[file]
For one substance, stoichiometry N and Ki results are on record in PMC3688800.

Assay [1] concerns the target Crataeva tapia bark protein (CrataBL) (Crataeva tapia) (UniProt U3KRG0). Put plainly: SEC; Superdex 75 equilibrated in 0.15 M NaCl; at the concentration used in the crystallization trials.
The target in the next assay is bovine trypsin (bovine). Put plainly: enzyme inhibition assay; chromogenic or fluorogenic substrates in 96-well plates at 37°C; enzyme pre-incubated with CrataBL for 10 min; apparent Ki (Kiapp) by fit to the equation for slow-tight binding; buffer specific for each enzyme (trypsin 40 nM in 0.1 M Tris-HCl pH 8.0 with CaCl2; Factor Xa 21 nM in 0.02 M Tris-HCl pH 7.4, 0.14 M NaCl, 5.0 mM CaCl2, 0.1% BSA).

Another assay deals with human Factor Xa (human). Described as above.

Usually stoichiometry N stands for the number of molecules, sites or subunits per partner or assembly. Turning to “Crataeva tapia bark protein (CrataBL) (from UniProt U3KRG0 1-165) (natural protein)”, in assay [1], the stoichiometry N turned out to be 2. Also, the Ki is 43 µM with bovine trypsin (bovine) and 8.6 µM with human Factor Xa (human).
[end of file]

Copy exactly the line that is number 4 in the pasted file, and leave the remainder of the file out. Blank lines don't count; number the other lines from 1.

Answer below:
Another assay deals with human Factor Xa (human). Described as above.